An ancient rule in drives for web handling is “we assume no slip occurs”. Of course, any roller can lose traction when conditions are not perfect. The web can slip past a roller. Layers of the web can slip past each other on a spindle winder. Slip may occur on a coater either before the coating is applied or once the coating is applied. The slip may get worse as roller coverings wear. The slip may increase if the running tension of the web or transporting fabrics changes. Drive belts may slip – timing belts anyone?
I recall one paper coater that regularly slipped by 8 FPM when running a particular product. I recall a similar paper coater that slipped by 50 FPM fast on the base sheet but came into control when the coating was applied.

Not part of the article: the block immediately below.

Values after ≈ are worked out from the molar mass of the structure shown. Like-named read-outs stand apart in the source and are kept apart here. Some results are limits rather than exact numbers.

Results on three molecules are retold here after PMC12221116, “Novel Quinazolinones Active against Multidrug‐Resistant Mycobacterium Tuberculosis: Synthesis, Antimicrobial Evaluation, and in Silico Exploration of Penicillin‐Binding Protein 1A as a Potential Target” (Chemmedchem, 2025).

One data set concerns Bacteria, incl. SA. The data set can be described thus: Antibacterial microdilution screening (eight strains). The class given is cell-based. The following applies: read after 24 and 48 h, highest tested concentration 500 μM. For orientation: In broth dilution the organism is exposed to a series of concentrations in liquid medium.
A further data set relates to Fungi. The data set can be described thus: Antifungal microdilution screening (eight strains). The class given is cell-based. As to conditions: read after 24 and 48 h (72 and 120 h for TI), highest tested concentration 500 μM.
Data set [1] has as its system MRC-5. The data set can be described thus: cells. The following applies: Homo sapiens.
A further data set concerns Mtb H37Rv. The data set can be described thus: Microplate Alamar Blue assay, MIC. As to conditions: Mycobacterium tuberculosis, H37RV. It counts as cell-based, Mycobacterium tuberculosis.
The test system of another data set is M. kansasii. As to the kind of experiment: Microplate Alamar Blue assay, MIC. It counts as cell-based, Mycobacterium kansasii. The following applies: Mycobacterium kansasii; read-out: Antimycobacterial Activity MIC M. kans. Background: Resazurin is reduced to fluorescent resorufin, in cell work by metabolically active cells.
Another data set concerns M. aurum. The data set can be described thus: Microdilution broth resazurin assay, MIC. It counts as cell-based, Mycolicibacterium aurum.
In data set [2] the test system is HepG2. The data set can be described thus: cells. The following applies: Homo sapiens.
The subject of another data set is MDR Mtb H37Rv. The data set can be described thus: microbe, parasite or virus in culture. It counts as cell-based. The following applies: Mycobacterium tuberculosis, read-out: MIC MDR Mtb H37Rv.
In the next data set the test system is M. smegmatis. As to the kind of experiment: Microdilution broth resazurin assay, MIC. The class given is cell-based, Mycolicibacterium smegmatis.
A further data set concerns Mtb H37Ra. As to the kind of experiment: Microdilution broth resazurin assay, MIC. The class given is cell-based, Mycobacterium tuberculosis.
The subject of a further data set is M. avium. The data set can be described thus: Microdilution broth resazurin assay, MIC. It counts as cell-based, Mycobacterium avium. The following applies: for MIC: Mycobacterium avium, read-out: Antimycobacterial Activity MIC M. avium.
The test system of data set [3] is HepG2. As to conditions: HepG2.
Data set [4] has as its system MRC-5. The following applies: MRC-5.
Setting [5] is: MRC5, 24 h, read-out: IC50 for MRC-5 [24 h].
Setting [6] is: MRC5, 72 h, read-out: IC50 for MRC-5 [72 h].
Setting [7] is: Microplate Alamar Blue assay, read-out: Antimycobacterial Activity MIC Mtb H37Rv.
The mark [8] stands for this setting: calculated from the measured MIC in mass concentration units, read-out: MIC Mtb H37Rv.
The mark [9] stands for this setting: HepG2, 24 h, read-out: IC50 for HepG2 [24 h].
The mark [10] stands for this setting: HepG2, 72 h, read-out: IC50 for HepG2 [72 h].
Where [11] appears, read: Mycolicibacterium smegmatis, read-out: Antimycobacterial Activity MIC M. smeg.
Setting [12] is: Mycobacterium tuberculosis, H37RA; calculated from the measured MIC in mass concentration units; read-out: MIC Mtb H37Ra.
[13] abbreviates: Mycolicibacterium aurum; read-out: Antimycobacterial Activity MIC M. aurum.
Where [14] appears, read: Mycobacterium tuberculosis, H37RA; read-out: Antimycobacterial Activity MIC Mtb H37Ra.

My blog entry Detecting Roll Slip listed a couple of methods of detecting the grossest examples of slip.
When it occurs, slip should be reduced or eliminated. Slip introduces the following problems into a web handling line. Often one or more strange happenings on the line can indicate slip.
- Winding or unwinding roll diameters are incorrect
- The winder shuts down due to a false oversized roll
- Tension control is poor
- Drive torques are different than usual